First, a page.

# Show that the ratio ##x+y:x-y## is increased by subtracting ##y##

• RChristenk
RChristenk
Homework Statement
Show that the ratio ##x+y:x-y## is increased by subtracting ##y## from each term.
Relevant Equations
##x=ky##
##x+y:x-y=\dfrac{x+y}{x-y} \tag1##

Subtract ##y## from each term:

##x:x-2y=\dfrac{x}{x-2y} \tag2##

Assume ##k=\dfrac{x}{y} \Rightarrow x=ky##

##(1)= \dfrac{ky+y}{ky-y}, (2)= \dfrac{ky}{ky-2y}##

Subtract ##(1)## from ##(2)## since we are told by the problem statement ##(2)## is bigger:

##\dfrac{(ky)(ky-y)-(ky+y)(ky-2y)}{(ky-y)(ky-2y)} \Rightarrow \dfrac{k^2y^2-ky^2-(k^2y^2-2ky^2+ky^2-2y^2)}{k^2y^2-2ky^2-ky^2+2y^2} \Rightarrow \dfrac{2y^2}{k^2y^2-3ky^2+2y^2}##

##\Rightarrow \dfrac{2}{k^2-3k+2} \Rightarrow \dfrac{2}{(k-2)(k-1)}##

For ##1<k<2; \dfrac{2}{(k-2)(k-1)}<0## and ##\dfrac{x+y}{x-y}>\dfrac{x}{x-2y}##

For ##k<1## and ##k>2##; ##\dfrac{x+y}{x-y}<\dfrac{x}{x-2y}##

Question: The key to solving this problem was assuming ##k=\dfrac{x}{y} \Rightarrow x=ky##. I know how to plug and chug (obviously), but my question is why is this valid? How does one know ##x## varies proportionally with ##y##? Because ##x## and ##y## could be anything, there's no guarantee they vary proportionally. What are the mathematical rules and assumptions that make this work? Thanks.

RChristenk said:
Question: The key to solving this problem was assuming ##k=\dfrac{x}{y} \Rightarrow x=ky##. I know how to plug and chug (obviously), but my question is why is this valid? How does one know ##x## varies proportionally with ##y##? Because ##x## and ##y## could be anything, there's no guarantee they vary proportionally.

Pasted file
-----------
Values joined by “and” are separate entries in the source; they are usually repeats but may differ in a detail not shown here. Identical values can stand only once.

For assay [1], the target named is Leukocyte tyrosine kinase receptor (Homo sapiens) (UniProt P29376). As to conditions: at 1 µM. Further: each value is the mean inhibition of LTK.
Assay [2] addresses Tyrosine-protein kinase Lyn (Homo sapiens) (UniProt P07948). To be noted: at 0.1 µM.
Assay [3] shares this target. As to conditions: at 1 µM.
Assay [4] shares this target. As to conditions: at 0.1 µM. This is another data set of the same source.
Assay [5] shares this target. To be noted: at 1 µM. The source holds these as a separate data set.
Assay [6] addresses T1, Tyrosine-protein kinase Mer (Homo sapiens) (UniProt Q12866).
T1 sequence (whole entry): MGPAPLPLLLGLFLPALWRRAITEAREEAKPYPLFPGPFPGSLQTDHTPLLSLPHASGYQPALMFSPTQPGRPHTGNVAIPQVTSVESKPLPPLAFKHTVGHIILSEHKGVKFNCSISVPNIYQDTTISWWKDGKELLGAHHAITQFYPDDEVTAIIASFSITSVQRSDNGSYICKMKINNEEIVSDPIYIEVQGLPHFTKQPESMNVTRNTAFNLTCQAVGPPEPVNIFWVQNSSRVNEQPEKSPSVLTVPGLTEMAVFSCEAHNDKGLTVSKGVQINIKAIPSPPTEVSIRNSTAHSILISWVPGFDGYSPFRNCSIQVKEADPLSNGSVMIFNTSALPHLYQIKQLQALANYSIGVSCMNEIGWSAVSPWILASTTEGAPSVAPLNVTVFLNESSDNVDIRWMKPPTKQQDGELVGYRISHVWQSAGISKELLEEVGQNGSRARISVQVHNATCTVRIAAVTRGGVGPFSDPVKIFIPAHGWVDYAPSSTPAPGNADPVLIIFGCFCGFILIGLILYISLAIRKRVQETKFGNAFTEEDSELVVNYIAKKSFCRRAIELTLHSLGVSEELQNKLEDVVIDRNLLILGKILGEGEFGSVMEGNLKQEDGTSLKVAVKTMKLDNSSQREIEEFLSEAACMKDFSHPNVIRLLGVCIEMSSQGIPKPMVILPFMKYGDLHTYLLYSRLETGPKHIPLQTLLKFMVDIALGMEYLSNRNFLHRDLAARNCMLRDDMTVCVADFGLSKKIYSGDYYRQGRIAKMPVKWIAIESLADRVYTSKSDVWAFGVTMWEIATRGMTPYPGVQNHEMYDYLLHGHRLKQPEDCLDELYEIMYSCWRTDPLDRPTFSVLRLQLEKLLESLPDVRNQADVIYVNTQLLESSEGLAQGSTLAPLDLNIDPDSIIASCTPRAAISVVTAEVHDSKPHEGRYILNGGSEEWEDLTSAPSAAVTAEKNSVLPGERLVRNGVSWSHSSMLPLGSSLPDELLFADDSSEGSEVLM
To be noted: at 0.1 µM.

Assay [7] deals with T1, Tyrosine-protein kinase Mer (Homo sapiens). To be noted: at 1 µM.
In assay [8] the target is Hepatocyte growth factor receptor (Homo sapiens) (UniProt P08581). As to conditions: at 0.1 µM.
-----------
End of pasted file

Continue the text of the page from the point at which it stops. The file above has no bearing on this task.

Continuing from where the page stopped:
They don't vary proportionally. The ##k## as defined here is another variable, depending on ##x## and ##y##. Not a constant.

A quicker way is to show that, for any ##x,y## we have$$\frac{x+y}{x-y} \le \frac x {x -2y}$$With equality iff ##y =0##.

PS I'm assuming ##x > 2y \ge 0##.

Last edited:
RChristenk said:
Homework Statement: Show that the ratio ##x+y:x-y## is increased by subtracting ##y## from each term.
Relevant Equations: ##x=ky##

##x+y:x-y=\dfrac{x+y}{x-y} \tag1##
You wrote ##x = ky## as a relevant equation but it doesn't appear in the problem statement. If this is a given condition, it really should appear in the problem statement.

Something like this:
"Given that ##x = ky##, show that ##\frac{x + y}{x - y} < \frac x{x - 2y}##."

The variable ## k ## is involved because the condition, which must be met, can be expressed using one variable, ## k ##, instead of two, ## x ## and ## y ##, and nothing more. The variable ## k ## could be excluded from the condition and in that case the condition ## k \lt 1 ## or ## k \gt 2 ## would be ## x \lt y ## or ## x \gt 2y ## for ## y \gt 0 ## and ## x \lt 2y ## or ## x \gt y ## for ## y \lt 0 ##.

The problem statement is missing nothing. The problem statement implies that the condition must be included into the result. The problem statement is “Show that the ratio ## x + y : x – y ## is increased by subtracting ## y ## from each term.”, not “## \forall x \in R ## and ## \forall y \in R ## show that the ratio ## x + y : x – y ## is increased by subtracting ## y ## from each term”. In other words values for variables ## x ## and ## y ## are not defined in the problem statement, they must be defined and that is a solution to this problem.

Gavran said:
The variable ## k ## is involved because the condition, which must be met, can be expressed using one variable, ## k ##, instead of two, ## x ## and ## y ##, and nothing more.
Since you are not the OP here, this all seems like speculation.
Gavran said:
The problem statement is missing nothing. The problem statement implies that the condition must be included into the result.
Again, speculation. The OP did not include the equation x = ky in the problem statement. We should not have to infer what the problem statement includes or doesn't include.

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